Second, Plaintiff argues that he is excused from complying with the pre-suit requirements because his Title VII claim falls within the scope of his prior EED Complaint, which referenced retaliation. Plf's Opp. Br. at 8-9. The test for whether a plaintiff must exhaust administrative remedies for ―new acts that occur within the pendency of‖ a case already filed with the Commission is ―whether the acts alleged in the subsequent Title VII suit are fairly within the scope of the prior EEOC complaint, or the investigation arising therefrom.‖ Waiters, 729 F.3d at 237 (citations omitted). Complainants must also be able to bring suit on the previous charge or complaint. Id. at 235 (stating that a complainant need not exhaust administrative remedies ―with respect to a claim concerning an incident which falls within the scope of a prior EEOC complaint or the investigation which arose out of it, provided that the victim can still bring suit on the earlier complaint‖ (emphasis added)). Even assuming Plaintiff's EED Complaint provided meaningful notice of the subsequent suspension and termination, that is, even if at some abstract level the subsequent alleged wrongs were within the scope of an investigation arising from the prior filing, his EEOC charge was filed more than three hundred days after the EED Complaint was filed.*fn22 See 42 U.S.C. § 2000e-5(e)(1). It was thus filed too late for Plaintiff to bring suit in regard to the wrongs alleged in the first-filed EED Complaint. Thus even if the second-in-time EEOC charge describes retaliation within the scope of the first-filed EED Complaint (or an investigation connected to that complaint), the EEOC filing did not preserve a cause of action for the alleged wrongs that preceded the EED Complaint. Because the cause of action associated with the alleged wrongs that preceded the EED Complaint can no longer be brought, the EEOC charge is not within the scope of the prior filing. Waiters, 729 F.3d at 237. It follows that no timely EEOC charge has been filed.
Thus the Title VII retaliation claim fails.*fn23
D. Applicability of Title VII Provisions to the Individual Defendants
The Moving Defendants assert that Count Two should be dismissed against the individual Defendants because individual employees may not be held personally liable under Title VII for any unlawful employment practices. Defs' Opening Br. at 5-6. The Court agrees. See Sheridan v. E.I. DuPont de Nemours and Co., 100 F.3d 1061, 1077-78 (3d Cir. 1996) (en banc) (taking a position supported by a ―clear majority of the courts of appeal‖ and holding that ―Congress did not intend to hold individual employees liable under Title VII‖); Emerson v. Thiel Coll., 296 F.3d 184, 190 (3d Cir. 2002) (citing Sheridan, 100 F.3d at 1078) (―[W]e are persuaded that Congress did not intend to hold individual employees liable under Title VII.‖). Although, Plaintiff cites pre-1996 district court authority to the contrary, this Court is bound by Third Circuit authority.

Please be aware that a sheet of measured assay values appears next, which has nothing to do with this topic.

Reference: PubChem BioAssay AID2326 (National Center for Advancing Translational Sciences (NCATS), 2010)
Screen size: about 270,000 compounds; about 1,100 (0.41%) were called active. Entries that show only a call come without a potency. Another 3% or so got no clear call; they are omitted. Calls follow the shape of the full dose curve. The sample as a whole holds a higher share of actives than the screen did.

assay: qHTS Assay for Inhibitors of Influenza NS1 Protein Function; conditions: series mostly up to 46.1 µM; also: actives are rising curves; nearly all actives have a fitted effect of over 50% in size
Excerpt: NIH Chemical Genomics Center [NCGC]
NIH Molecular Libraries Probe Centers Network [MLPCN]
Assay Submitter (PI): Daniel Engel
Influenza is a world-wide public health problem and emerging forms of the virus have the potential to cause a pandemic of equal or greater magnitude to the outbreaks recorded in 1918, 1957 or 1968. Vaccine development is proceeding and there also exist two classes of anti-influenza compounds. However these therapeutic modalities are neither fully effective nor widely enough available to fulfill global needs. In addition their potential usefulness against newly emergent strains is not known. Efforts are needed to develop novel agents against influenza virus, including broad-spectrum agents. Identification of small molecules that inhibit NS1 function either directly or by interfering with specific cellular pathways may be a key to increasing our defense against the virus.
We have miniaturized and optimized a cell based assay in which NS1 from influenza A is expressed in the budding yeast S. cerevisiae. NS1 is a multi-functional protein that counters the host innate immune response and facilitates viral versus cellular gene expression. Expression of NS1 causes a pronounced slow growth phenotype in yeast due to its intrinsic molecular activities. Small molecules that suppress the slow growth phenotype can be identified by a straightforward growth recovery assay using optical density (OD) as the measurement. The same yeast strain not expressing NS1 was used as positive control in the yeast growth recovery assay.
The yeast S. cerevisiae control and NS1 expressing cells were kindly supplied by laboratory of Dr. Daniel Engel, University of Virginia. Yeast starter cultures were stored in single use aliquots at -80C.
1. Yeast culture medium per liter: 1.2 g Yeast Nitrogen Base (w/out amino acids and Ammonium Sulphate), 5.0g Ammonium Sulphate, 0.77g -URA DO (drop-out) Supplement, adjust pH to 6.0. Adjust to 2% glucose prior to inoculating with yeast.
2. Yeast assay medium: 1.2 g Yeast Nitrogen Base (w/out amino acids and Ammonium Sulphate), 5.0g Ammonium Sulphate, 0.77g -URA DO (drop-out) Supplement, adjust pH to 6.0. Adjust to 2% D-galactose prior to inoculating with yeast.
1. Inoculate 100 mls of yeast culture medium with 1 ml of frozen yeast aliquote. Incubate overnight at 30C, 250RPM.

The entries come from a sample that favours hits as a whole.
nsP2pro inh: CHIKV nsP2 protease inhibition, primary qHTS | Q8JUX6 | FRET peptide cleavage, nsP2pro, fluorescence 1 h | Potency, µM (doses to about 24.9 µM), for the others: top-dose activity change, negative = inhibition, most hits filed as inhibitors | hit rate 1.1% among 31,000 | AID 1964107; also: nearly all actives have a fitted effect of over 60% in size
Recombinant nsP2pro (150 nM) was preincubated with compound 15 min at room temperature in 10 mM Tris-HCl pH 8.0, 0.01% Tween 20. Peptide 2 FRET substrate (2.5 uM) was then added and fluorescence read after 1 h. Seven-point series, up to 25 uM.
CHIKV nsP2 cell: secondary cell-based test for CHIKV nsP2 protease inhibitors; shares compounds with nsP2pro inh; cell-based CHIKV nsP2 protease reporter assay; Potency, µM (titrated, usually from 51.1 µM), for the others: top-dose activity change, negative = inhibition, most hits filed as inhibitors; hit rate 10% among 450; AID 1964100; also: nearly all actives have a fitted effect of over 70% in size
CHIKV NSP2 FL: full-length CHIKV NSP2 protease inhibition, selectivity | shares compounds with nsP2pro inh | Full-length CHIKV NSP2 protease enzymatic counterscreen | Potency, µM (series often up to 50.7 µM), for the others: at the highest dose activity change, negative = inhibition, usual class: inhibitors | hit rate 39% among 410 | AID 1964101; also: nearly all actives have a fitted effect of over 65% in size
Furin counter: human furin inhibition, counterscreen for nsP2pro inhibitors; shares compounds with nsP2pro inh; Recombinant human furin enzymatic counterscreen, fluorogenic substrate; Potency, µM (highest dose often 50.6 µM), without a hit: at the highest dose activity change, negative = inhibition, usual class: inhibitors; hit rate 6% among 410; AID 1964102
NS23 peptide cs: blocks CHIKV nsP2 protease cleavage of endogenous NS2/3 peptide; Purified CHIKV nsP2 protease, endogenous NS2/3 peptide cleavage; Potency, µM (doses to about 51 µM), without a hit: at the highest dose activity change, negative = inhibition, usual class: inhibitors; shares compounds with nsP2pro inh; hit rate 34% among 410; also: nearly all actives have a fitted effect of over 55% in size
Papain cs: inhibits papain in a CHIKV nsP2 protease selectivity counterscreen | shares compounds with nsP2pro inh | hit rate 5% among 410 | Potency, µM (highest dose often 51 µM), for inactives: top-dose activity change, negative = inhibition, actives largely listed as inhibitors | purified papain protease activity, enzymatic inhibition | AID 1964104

Thus, the Title VII Count against the individual defendants fails.
For the reason elaborated above, the Court GRANTS in part and DENIES in part Moving Defendants' Motion, (Doc. No. 35). The Court:
(A) dismisses Count One (the Section 1983 Count) against DOC, and against the Individual Defendants in their official capacities (but not their individual capacities);
(B) dismisses Count Two (the Title VII Count) against DOC and the Individual Defendants;
(C) dismisses Counts Three, Four, Five, Seven, and Nine (state law counts) against DOC, and against the Individual Defendants in their official and individual capacities; and,
(D) dismisses Counts Eight and Ten (state law counts) against DOC and the Individual Defendants in their official capacities (but not their individual capacities).
Therefore, this action will go forward in regard to Count Six (the FMLA Count) against all Defendants, because dismissal has not been sought, and in regard to Count One (the Section 1983 Count) against the individual Defendants in their individual capacities only, and in regard to Counts Eight and Ten (state law counts) against the Individual Defendants in their individual capacities only.
An appropriate order accompanies this opinion.
William J. Martini, U.S.D.J.